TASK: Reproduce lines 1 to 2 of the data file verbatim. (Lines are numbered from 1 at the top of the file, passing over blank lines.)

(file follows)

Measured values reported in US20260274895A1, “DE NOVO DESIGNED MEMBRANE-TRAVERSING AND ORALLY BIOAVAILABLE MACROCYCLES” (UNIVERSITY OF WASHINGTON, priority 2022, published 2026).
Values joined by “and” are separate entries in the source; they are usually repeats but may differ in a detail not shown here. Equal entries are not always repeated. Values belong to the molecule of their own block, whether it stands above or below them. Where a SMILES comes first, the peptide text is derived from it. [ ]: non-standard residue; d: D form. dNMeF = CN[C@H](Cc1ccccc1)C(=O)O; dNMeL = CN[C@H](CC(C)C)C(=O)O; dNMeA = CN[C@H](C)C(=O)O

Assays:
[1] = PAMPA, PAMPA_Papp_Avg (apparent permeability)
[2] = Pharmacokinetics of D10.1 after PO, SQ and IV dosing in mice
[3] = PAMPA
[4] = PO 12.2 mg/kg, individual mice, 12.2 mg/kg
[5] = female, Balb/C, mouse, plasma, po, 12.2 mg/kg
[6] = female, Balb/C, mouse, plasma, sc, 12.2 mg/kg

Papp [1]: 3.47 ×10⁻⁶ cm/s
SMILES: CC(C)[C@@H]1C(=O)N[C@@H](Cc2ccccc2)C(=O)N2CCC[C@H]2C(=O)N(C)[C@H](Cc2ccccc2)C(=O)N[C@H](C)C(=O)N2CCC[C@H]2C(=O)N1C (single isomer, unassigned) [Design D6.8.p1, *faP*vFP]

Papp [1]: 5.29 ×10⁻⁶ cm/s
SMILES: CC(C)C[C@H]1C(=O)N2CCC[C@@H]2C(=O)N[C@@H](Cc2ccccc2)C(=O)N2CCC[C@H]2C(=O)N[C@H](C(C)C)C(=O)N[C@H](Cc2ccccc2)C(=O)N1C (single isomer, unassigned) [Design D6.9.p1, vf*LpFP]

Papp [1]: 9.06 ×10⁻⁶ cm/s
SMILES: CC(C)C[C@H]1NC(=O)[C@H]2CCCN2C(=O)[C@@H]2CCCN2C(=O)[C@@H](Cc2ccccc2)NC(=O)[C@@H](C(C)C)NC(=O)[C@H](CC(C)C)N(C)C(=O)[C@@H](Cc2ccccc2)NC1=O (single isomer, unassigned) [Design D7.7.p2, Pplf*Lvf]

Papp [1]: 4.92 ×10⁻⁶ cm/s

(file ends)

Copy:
Measured values reported in US20260274895A1, “DE NOVO DESIGNED MEMBRANE-TRAVERSING AND ORALLY BIOAVAILABLE MACROCYCLES” (UNIVERSITY OF WASHINGTON, priority 2022, published 2026).
Values joined by “and” are separate entries in the source; they are usually repeats but may differ in a detail not shown here. Equal entries are not always repeated. Values belong to the molecule of their own block, whether it stands above or below them. Where a SMILES comes first, the peptide text is derived from it. [ ]: non-standard residue; d: D form. dNMeF = CN[C@H](Cc1ccccc1)C(=O)O; dNMeL = CN[C@H](CC(C)C)C(=O)O; dNMeA = CN[C@H](C)C(=O)O